“COMMUNICATION WORKS FOR THOSE WHO WORK AT IT”-JOHN POWELL
Keeping up with the above thought, DPSS organized an online session on – ‘Training in effective communication skills’ for two consecutive days i.e 11th and 12th May,2022. The session began with the introduction of Ms. Preeti Saha and Mr. AV Santosh, trainers from Princeton Academy ,Mumbai by Ms.Vanita Sehgal.
Communication is the backbone of every society. Being able to communicate effectively and accurately as intended is perhaps the most important of all life skills. Communication is the ability to convey and share information to others in an efficacious way. If we have the skills, then we can pass out our words across easily and precisely without any confusion. We can communicate not only through our words but body, gestures and expressions. Ms. Preeti elaborated on the importance of communication skills. Good communication gives a voice to all, builds higher self esteem, aids in development of leadership skills and gives us tools to participate in the society. 8C’s of communication discussed by her are as follows:
- Be clear– While communicating, the foremost thing that we must ensure is to make the purpose of our message clear.
- Be coincise– Keeping the length of your message as short as possible is important to communicate effectively.
- Correct usage of words- Whatever information you want to share needs to be both factually and grammatically correct.
- Be Courteous– while conveying your message, you need to respect your audience and appreciate them for giving their valuable time to listen or read your message.
- Completeness– There is no point in sharing the information if that’s incomplete and doesn’t include the important facts and figures.
- Coherent– Coherence in communication means that you need to structure your message logically while maintaining the consistency of the language, tone etc.
- Considerate– Consideration implies stepping into the shoes of others. Effective communication must take the audience into consideration i.e their view points, background etc
- Concrete– Communication needs to be concrete, which means that the information you share is genuine and based on facts.
Keeping the 8C’s in mind, we can improve our communication skills and transmit and receive information effectively. We as educators must know about the right body language and role of voice projection while presenting our lessons. However there have always been barriers to effective communication such as lack of enthusiasm, attention/interest, self confidence, cultural and language differences, failure to listen or clarify and many more. We must also listen effectively, present our ideas appropriately and concisely and not beat around the bush. One must maintain a good eye contact, demonstrate varied vocabulary and tailor their language to their audience. Not only Ms. Preeti focused on professional life but she also talked about importance of communication in our personal lives. It’s almost a cliché that personal relationships need communication. Failure to talk has always been blamed for breakdown of important relationships. The ability to listen is the foremost element for a wider and smoother family relationship. This may seem effortless but we need plenty of time to hone our skills. We must master ourselves as teachers in such a way that the listener gets our point promptly and succinctly .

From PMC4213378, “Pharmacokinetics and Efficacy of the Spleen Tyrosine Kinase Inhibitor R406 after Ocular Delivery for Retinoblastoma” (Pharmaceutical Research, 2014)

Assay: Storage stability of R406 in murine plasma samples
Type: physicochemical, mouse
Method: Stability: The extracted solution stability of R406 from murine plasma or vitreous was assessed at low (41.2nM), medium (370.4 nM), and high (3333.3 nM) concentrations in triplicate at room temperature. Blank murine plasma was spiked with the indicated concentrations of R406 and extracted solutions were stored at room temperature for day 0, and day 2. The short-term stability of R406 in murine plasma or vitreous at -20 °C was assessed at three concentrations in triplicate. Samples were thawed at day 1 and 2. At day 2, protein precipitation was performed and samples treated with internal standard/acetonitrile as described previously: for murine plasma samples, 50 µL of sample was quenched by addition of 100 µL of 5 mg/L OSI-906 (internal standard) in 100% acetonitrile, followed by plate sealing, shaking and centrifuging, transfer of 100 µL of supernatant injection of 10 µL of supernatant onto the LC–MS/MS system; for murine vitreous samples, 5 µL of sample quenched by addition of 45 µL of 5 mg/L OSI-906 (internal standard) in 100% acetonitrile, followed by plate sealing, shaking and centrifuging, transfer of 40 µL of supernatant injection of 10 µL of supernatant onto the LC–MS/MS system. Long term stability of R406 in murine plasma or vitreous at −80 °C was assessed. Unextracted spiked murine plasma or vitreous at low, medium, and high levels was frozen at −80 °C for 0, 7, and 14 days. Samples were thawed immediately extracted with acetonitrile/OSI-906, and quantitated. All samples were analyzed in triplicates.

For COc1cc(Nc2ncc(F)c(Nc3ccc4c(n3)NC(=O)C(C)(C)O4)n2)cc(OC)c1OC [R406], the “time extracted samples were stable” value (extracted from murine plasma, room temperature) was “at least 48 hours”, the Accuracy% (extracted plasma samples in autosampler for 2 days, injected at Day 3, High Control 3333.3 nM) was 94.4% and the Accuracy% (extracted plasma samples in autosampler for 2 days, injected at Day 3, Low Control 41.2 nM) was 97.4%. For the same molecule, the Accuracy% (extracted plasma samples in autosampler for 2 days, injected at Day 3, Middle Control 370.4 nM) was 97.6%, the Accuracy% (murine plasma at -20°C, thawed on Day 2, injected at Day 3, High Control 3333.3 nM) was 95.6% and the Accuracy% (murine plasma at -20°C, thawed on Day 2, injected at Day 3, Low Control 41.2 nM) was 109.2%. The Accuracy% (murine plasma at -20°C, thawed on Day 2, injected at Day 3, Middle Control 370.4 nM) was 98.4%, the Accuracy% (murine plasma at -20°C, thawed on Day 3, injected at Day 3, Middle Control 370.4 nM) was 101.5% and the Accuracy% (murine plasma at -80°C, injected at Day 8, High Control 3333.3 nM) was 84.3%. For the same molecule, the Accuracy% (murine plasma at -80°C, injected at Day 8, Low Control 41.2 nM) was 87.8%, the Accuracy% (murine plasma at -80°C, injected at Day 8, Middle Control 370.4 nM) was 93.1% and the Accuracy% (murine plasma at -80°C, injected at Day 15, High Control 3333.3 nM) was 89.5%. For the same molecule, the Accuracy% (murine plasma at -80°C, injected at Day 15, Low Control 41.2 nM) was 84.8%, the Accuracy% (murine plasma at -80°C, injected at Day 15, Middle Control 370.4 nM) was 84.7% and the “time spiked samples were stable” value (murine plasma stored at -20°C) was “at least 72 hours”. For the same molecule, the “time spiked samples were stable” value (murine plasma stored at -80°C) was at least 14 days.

’Don’t think or judge, just listen’ The words we choose make a great difference to the listener. Differences in positive and negative body language were emphasized with the help of a beautiful presentation. Mr AV Santosh talked about perception and assumption’ I thought…… v/s I felt….’.He also talked about the gender biases in education(underestimate v/s overestimate).He also shared his discourse on various verbal styles of communication such as being aggressive(loud, fast, aggressive and dominating),being passive( doubtful, anxious, unsure, apologetic, confused, diffident, low on energy) and last being assertive( expressive, modulating, articulate, clear, open minded and effective). Followed by this, Howard Gardener’s 9 intelligences were talked about. He also shared his insight about emotions and their blends such as
- Anger: fury, outrage, resentment, annoyance, hostility
- Love: acceptance, friendliness , infatuation etc
- Shame: gulit, remorse, regret etc
- Fear: anxiety, nervousness, apprehensions etc
- Enjoyment: happiness, joy, contentment, pleasure etc
- Sadness: grief, sorrow, gloom etc
- Surprise: astonishment, amazement, wonder etc
This was followed by some strategies to manage emotions such as cognitive and physical strategies, pleasurable activities, having an emotional dialogue etc. So, as an educator we must understand not to shout but to project our voice and make our children feel welcome all the time. Finding playfulness in whatever we do is of utmost importance as children tend to imitate us. He discussed about moments of truth, keeping the parent on our side. A moment of truth is any interaction in which the parents come in contact with our services and form an impression of our school. Parents tend to form perceptions after a few interactions such as correspondence with teachers and how they respond to their queries and problems raised. Being aware of these moments of truth is important to how our school is perceived and our school’s reputation. Good communication with parents determines the child’s level of self esteem, achievement and overall growth.
Good communication thus, not only accelerate personality development but also impart students with crucial life skills and play a pivotal role in the educational process. Our spoken skills increase the attention span of children and stimulate creativity and smart learning. This session was indeed a great learning experience which has given me so many takeaways and would definitely implement them in my teaching and help my learners become confident language communicators.